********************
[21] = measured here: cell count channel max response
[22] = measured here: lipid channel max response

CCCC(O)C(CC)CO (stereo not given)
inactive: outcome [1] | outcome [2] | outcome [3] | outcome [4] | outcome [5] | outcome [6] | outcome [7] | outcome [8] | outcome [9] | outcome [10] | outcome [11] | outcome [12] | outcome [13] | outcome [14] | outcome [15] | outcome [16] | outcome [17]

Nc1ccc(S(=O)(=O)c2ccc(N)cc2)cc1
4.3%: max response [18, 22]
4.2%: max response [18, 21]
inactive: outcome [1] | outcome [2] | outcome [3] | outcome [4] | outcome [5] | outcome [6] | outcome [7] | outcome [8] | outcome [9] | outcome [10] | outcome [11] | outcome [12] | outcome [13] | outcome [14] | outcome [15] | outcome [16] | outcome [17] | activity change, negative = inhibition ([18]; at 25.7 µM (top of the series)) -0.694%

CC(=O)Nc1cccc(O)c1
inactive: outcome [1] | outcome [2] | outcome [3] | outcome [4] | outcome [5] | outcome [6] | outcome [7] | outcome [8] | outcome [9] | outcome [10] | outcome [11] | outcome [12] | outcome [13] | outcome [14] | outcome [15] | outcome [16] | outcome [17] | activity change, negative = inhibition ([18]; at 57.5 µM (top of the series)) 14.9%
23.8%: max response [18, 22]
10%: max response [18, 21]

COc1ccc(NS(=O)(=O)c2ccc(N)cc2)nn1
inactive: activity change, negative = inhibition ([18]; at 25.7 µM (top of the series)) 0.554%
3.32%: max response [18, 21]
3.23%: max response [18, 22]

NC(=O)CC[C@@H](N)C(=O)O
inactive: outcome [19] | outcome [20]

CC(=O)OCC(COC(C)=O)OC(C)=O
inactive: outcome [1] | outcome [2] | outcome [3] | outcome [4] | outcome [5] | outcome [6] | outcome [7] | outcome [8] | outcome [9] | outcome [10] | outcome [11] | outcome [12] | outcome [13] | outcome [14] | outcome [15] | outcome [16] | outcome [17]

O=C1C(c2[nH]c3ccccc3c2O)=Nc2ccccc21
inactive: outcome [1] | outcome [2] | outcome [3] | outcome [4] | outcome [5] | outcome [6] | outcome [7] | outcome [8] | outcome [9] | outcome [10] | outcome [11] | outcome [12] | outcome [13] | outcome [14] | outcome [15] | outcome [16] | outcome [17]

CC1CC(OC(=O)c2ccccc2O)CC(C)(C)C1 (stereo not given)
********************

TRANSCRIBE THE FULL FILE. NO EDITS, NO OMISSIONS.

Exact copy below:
[21] = measured here: cell count channel max response
[22] = measured here: lipid channel max response

CCCC(O)C(CC)CO (stereo not given)
inactive: outcome [1] | outcome [2] | outcome [3] | outcome [4] | outcome [5] | outcome [6] | outcome [7] | outcome [8] | outcome [9] | outcome [10] | outcome [11] | outcome [12] | outcome [13] | outcome [14] | outcome [15] | outcome [16] | outcome [17]

Nc1ccc(S(=O)(=O)c2ccc(N)cc2)cc1
4.3%: max response [18, 22]
4.2%: max response [18, 21]
inactive: outcome [1] | outcome [2] | outcome [3] | outcome [4] | outcome [5] | outcome [6] | outcome [7] | outcome [8] | outcome [9] | outcome [10] | outcome [11] | outcome [12] | outcome [13] | outcome [14] | outcome [15] | outcome [16] | outcome [17] | activity change, negative = inhibition ([18]; at 25.7 µM (top of the series)) -0.694%

CC(=O)Nc1cccc(O)c1
inactive: outcome [1] | outcome [2] | outcome [3] | outcome [4] | outcome [5] | outcome [6] | outcome [7] | outcome [8] | outcome [9] | outcome [10] | outcome [11] | outcome [12] | outcome [13] | outcome [14] | outcome [15] | outcome [16] | outcome [17] | activity change, negative = inhibition ([18]; at 57.5 µM (top of the series)) 14.9%
23.8%: max response [18, 22]
10%: max response [18, 21]

COc1ccc(NS(=O)(=O)c2ccc(N)cc2)nn1
inactive: activity change, negative = inhibition ([18]; at 25.7 µM (top of the series)) 0.554%
3.32%: max response [18, 21]
3.23%: max response [18, 22]

NC(=O)CC[C@@H](N)C(=O)O
inactive: outcome [19] | outcome [20]

CC(=O)OCC(COC(C)=O)OC(C)=O
inactive: outcome [1] | outcome [2] | outcome [3] | outcome [4] | outcome [5] | outcome [6] | outcome [7] | outcome [8] | outcome [9] | outcome [10] | outcome [11] | outcome [12] | outcome [13] | outcome [14] | outcome [15] | outcome [16] | outcome [17]

O=C1C(c2[nH]c3ccccc3c2O)=Nc2ccccc21
inactive: outcome [1] | outcome [2] | outcome [3] | outcome [4] | outcome [5] | outcome [6] | outcome [7] | outcome [8] | outcome [9] | outcome [10] | outcome [11] | outcome [12] | outcome [13] | outcome [14] | outcome [15] | outcome [16] | outcome [17]

CC1CC(OC(=O)c2ccccc2O)CC(C)(C)C1 (stereo not given)